PSA: Mike Trout To Be Announced As American League Rookie Of The Year

Jake Roth-US PRESSWIRE

If you’re going by the official word from MLB, Mike Trout is only a finalist for the AL ROY award that’s scheduled be given out tomorrow; technically, he’s competing with Yu Darvish and Yoenis Cespedes for the prize.

You know better, though – we all do, really.  By this time tomorrow, Trout will be announced as the best rookie in the AL in 2012 – not because Darvish and Cespedes weren’t worthy, but because the 20-year old outfielder was just that much better.

So the proceedings tomorrow is essentially going to be relatively perfunctory, I’d imagine, given that the result is essentially a given. The real question at hand isn’t whether baseball will recognize Trout as the best first-year player in the game – it’s whether he’ll be recognized as the best player in the AL overall later in the week.

Sure, Darvish had his moments of making opposing batters look silly with his twirling, knee-buckling stuff, and Cespedes’ raw power often made the dimensions at the Coliseum look at lot tighter than it was; but, in the end, Trout’s display of five-tool dominance trumps them both. Between single-handedly sparking the Los Angeles Angels‘ offense and the numerous highlight-reel catches, Trout could do everything in the game – and he did just about everything spectacularly.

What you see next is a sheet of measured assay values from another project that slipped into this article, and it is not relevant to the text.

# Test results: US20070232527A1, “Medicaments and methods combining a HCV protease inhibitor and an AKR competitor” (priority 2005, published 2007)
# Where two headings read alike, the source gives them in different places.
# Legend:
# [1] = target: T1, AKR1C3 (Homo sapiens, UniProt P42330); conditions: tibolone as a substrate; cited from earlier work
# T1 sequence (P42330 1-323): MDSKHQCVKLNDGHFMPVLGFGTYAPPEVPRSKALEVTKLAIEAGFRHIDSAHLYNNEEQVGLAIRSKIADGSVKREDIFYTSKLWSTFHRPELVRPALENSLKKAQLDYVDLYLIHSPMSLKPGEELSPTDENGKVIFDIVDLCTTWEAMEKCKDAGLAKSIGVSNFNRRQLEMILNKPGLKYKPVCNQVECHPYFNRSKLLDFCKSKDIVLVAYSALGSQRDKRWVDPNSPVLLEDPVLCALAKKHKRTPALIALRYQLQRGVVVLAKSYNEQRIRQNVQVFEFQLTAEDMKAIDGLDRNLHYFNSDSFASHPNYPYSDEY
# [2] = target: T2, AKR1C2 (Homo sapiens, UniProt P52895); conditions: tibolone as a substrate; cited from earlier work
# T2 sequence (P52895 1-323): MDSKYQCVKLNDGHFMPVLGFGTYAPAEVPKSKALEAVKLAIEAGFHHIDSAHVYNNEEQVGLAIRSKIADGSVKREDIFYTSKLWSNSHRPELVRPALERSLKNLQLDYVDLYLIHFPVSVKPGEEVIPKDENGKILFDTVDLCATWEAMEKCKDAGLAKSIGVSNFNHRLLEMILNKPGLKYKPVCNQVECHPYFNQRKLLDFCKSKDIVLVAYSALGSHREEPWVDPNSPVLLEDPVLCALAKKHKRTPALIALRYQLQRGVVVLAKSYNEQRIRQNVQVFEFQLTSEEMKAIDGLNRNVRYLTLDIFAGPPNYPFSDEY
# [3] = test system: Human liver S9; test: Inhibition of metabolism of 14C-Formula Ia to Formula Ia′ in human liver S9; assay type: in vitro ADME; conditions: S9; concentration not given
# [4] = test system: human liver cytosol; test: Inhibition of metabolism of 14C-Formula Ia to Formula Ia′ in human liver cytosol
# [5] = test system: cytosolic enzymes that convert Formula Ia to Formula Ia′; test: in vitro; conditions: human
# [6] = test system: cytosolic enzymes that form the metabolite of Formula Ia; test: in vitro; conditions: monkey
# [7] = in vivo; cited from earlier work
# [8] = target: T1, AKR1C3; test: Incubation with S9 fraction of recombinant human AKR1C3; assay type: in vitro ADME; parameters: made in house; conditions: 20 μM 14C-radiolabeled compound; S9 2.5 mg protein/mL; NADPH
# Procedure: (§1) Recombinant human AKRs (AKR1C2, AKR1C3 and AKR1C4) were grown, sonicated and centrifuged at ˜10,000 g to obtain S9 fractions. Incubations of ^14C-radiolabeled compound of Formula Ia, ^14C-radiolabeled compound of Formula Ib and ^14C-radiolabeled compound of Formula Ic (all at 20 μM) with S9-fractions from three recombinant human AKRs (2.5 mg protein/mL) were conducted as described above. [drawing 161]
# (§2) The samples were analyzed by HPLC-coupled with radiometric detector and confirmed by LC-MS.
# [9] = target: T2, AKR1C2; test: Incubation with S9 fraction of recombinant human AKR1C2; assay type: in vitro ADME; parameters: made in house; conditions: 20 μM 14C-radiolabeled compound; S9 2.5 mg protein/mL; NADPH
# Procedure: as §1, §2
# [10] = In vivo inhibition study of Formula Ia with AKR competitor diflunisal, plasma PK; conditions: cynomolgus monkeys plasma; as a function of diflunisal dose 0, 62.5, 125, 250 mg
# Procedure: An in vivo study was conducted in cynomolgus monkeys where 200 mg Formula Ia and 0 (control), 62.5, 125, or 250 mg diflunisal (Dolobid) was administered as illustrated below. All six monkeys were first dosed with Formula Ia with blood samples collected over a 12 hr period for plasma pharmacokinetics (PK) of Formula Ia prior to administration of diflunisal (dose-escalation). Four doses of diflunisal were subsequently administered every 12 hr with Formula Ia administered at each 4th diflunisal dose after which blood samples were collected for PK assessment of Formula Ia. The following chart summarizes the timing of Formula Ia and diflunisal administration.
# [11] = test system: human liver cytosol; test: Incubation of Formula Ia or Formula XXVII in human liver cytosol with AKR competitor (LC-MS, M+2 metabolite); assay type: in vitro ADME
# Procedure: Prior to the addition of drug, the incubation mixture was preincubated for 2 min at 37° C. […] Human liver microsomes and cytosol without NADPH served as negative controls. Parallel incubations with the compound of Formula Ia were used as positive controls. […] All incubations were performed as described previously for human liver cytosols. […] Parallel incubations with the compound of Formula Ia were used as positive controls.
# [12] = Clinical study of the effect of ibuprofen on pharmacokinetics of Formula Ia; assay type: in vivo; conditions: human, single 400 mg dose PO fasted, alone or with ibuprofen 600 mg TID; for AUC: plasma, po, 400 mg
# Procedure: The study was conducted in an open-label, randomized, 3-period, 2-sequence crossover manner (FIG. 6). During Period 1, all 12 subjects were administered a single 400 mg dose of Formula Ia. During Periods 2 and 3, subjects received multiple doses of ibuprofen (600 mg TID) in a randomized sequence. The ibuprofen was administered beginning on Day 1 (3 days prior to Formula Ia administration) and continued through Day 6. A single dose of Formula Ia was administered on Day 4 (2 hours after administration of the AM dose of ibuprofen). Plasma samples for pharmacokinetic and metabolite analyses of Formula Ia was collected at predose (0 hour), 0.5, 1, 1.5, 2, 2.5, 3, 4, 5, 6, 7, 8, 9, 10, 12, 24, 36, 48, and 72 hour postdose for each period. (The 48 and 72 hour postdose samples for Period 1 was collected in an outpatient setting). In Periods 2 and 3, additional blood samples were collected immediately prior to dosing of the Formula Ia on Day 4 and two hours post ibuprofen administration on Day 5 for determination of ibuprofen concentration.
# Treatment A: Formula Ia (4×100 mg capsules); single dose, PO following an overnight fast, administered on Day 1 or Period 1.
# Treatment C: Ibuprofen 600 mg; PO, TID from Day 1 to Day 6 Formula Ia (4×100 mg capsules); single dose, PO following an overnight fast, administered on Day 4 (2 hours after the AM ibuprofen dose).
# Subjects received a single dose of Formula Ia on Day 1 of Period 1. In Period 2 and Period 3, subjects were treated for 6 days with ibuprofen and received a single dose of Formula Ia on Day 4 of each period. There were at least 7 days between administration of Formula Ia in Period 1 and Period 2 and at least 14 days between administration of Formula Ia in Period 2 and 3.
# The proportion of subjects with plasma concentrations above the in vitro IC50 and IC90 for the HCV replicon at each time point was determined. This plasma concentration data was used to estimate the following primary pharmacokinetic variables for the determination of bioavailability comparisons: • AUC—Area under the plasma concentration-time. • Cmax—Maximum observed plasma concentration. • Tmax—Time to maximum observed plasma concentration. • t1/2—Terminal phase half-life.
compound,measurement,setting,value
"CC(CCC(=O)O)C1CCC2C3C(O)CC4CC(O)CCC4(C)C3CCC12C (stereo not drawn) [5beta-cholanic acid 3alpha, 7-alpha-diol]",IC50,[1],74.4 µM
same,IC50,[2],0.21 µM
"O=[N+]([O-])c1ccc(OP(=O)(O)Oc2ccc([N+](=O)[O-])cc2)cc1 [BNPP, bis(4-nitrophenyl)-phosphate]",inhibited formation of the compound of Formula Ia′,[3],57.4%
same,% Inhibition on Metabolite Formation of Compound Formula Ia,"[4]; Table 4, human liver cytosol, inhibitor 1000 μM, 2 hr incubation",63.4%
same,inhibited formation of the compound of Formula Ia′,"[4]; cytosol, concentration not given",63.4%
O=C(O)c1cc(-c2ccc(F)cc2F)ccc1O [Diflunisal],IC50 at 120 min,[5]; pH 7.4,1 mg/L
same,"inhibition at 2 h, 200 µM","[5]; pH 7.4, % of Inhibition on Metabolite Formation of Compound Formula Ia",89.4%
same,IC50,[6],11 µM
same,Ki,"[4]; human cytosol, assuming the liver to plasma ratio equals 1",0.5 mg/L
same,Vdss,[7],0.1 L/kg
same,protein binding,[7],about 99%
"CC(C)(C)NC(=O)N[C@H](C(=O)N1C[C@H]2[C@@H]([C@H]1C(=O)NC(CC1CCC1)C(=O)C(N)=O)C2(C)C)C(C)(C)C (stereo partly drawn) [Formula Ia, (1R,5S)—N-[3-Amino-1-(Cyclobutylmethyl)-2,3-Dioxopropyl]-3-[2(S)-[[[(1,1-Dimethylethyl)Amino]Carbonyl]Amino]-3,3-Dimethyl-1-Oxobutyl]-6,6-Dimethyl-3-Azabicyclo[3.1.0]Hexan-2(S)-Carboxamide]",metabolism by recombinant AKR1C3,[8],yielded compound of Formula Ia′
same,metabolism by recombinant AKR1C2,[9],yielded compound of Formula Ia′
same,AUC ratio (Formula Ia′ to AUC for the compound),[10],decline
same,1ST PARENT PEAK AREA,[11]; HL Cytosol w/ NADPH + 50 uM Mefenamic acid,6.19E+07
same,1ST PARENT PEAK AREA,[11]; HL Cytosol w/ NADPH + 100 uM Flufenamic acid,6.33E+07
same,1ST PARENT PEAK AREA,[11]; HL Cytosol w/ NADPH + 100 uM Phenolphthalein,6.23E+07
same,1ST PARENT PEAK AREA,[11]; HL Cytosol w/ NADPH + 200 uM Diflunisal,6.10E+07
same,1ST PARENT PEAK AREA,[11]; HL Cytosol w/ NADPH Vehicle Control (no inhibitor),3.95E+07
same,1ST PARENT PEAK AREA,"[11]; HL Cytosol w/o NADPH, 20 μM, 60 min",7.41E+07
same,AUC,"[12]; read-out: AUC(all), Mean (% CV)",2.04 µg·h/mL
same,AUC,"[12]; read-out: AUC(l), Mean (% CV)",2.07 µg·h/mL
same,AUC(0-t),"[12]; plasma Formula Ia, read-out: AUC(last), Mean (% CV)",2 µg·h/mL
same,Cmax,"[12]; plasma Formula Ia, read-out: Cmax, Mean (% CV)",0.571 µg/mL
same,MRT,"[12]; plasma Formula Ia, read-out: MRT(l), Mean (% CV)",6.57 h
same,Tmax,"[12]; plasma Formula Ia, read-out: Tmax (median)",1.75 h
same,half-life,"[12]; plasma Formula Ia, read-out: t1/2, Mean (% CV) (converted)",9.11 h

Almost historically too, in fact. Had Trout managed to swipe one more base in the 2012 season, he would have become only the third player ever to have a 30-50 year. Add to that a .326/.399/.564 triple-slash, and the real question isn’t so much about what accolades Trout will take home this year, but rather about missed possibilities in hindsight. What kind of numbers would Trout have put up, if he’d started the season with the Angels?

Could he have been the first player ever to go 30-60? How many more homers might he have hit? It’s almost ludicrous to think that Trout has set expectations so high in his rookie year that the only remaining question is whether he could have made history, but that’s just the kind of season he’s had.

When Trout takes home the AL ROY award tomorrow, he won’t have done it just as the best first-year player in the league this year – he’ll have won it as perhaps the greatest first-year player ever.

 

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